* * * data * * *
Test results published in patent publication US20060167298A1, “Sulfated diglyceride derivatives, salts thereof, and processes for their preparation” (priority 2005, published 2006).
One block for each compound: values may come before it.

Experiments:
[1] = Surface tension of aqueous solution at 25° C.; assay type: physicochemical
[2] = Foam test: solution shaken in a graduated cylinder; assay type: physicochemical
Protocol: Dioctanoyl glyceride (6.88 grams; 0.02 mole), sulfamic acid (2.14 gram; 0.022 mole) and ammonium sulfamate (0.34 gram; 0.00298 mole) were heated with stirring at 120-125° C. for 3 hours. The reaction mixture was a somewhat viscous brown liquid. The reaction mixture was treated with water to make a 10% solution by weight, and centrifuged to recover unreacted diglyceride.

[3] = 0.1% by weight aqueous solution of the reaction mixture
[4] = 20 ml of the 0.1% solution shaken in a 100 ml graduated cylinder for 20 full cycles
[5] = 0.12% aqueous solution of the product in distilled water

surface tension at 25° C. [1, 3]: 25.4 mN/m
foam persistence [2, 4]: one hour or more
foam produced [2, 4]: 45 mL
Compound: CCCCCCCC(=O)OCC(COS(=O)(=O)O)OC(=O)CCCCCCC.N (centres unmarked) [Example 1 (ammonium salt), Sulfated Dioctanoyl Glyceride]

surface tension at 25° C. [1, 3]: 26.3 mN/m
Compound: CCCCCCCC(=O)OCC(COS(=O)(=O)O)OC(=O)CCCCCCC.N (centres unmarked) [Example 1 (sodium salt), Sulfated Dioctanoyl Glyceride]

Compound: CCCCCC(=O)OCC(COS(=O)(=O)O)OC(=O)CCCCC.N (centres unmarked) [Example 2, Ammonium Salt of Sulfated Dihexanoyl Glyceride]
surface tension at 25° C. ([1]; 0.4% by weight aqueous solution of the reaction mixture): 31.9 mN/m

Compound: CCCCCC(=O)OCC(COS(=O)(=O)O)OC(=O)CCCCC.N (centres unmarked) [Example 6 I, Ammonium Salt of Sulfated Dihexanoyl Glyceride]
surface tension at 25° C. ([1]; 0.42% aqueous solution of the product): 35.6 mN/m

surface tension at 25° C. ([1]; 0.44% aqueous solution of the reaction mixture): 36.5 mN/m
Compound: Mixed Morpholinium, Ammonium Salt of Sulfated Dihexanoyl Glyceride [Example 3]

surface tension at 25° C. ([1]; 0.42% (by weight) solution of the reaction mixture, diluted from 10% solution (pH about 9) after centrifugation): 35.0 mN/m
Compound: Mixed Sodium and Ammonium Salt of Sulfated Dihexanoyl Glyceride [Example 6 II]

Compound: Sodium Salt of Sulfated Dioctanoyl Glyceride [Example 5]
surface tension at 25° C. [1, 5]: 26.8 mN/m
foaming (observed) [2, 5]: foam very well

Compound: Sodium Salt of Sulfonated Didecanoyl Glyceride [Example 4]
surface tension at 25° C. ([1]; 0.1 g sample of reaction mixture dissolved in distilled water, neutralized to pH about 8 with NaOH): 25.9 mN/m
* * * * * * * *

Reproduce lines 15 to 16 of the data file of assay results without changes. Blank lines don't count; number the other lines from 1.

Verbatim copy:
Compound: CCCCCCCC(=O)OCC(COS(=O)(=O)O)OC(=O)CCCCCCC.N (centres unmarked) [Example 1 (sodium salt), Sulfated Dioctanoyl Glyceride]

Compound: CCCCCC(=O)OCC(COS(=O)(=O)O)OC(=O)CCCCC.N (centres unmarked) [Example 2, Ammonium Salt of Sulfated Dihexanoyl Glyceride]